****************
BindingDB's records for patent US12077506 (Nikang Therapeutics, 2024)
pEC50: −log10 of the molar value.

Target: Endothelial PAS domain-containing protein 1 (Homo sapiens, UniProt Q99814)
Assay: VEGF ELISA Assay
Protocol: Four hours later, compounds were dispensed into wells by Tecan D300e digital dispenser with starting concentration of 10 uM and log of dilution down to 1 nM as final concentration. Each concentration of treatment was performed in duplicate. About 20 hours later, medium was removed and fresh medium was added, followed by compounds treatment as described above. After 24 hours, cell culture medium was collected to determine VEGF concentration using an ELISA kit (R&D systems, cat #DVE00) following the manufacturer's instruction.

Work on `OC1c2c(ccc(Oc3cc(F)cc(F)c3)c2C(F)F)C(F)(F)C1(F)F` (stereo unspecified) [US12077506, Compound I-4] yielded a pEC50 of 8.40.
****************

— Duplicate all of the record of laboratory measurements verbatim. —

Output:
BindingDB's records for patent US12077506 (Nikang Therapeutics, 2024)
pEC50: −log10 of the molar value.

Target: Endothelial PAS domain-containing protein 1 (Homo sapiens, UniProt Q99814)
Assay: VEGF ELISA Assay
Protocol: Four hours later, compounds were dispensed into wells by Tecan D300e digital dispenser with starting concentration of 10 uM and log of dilution down to 1 nM as final concentration. Each concentration of treatment was performed in duplicate. About 20 hours later, medium was removed and fresh medium was added, followed by compounds treatment as described above. After 24 hours, cell culture medium was collected to determine VEGF concentration using an ELISA kit (R&D systems, cat #DVE00) following the manufacturer's instruction.

Work on `OC1c2c(ccc(Oc3cc(F)cc(F)c3)c2C(F)F)C(F)(F)C1(F)F` (stereo unspecified) [US12077506, Compound I-4] yielded a pEC50 of 8.40.